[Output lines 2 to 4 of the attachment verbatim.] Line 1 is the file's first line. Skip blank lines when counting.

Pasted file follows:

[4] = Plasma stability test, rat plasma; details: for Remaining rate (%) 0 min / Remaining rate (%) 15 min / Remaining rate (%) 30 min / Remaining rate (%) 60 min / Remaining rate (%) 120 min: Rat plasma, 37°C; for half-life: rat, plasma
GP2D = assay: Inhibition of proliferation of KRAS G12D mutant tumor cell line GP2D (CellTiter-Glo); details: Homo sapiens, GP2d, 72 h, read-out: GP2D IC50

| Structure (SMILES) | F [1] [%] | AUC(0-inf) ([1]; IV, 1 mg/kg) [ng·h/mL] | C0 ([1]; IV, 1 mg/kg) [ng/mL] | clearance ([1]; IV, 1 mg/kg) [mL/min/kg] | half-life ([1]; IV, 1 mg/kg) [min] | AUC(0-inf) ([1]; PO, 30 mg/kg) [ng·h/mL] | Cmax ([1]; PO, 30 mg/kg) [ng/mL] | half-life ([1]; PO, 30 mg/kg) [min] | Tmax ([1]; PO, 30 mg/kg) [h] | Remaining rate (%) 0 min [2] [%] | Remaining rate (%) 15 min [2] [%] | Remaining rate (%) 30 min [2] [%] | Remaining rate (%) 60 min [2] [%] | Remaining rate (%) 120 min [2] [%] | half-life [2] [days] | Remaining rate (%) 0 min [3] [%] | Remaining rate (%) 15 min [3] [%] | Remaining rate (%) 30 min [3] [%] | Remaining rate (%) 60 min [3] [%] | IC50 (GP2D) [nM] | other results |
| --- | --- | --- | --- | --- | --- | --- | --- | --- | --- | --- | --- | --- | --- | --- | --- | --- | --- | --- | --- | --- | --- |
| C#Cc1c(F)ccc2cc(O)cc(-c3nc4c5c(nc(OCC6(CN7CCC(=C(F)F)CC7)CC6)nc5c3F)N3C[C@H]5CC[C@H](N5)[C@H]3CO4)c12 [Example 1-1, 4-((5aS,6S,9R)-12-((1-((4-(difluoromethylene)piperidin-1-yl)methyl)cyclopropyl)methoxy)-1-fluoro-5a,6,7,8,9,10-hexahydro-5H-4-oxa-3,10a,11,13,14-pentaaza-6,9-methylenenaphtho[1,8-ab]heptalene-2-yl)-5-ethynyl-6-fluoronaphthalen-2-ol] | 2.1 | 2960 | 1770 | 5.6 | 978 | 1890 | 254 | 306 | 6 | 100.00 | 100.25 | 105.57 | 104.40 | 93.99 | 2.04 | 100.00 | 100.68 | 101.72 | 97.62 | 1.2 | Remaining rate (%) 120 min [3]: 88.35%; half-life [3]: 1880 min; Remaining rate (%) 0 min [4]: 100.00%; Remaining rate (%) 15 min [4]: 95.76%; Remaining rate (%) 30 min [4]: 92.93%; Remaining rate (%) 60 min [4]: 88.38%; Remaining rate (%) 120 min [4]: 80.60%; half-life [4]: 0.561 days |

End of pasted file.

GP2D = assay: Inhibition of proliferation of KRAS G12D mutant tumor cell line GP2D (CellTiter-Glo); details: Homo sapiens, GP2d, 72 h, read-out: GP2D IC50

| Structure (SMILES) | F [1] [%] | AUC(0-inf) ([1]; IV, 1 mg/kg) [ng·h/mL] | C0 ([1]; IV, 1 mg/kg) [ng/mL] | clearance ([1]; IV, 1 mg/kg) [mL/min/kg] | half-life ([1]; IV, 1 mg/kg) [min] | AUC(0-inf) ([1]; PO, 30 mg/kg) [ng·h/mL] | Cmax ([1]; PO, 30 mg/kg) [ng/mL] | half-life ([1]; PO, 30 mg/kg) [min] | Tmax ([1]; PO, 30 mg/kg) [h] | Remaining rate (%) 0 min [2] [%] | Remaining rate (%) 15 min [2] [%] | Remaining rate (%) 30 min [2] [%] | Remaining rate (%) 60 min [2] [%] | Remaining rate (%) 120 min [2] [%] | half-life [2] [days] | Remaining rate (%) 0 min [3] [%] | Remaining rate (%) 15 min [3] [%] | Remaining rate (%) 30 min [3] [%] | Remaining rate (%) 60 min [3] [%] | IC50 (GP2D) [nM] | other results |
| --- | --- | --- | --- | --- | --- | --- | --- | --- | --- | --- | --- | --- | --- | --- | --- | --- | --- | --- | --- | --- | --- |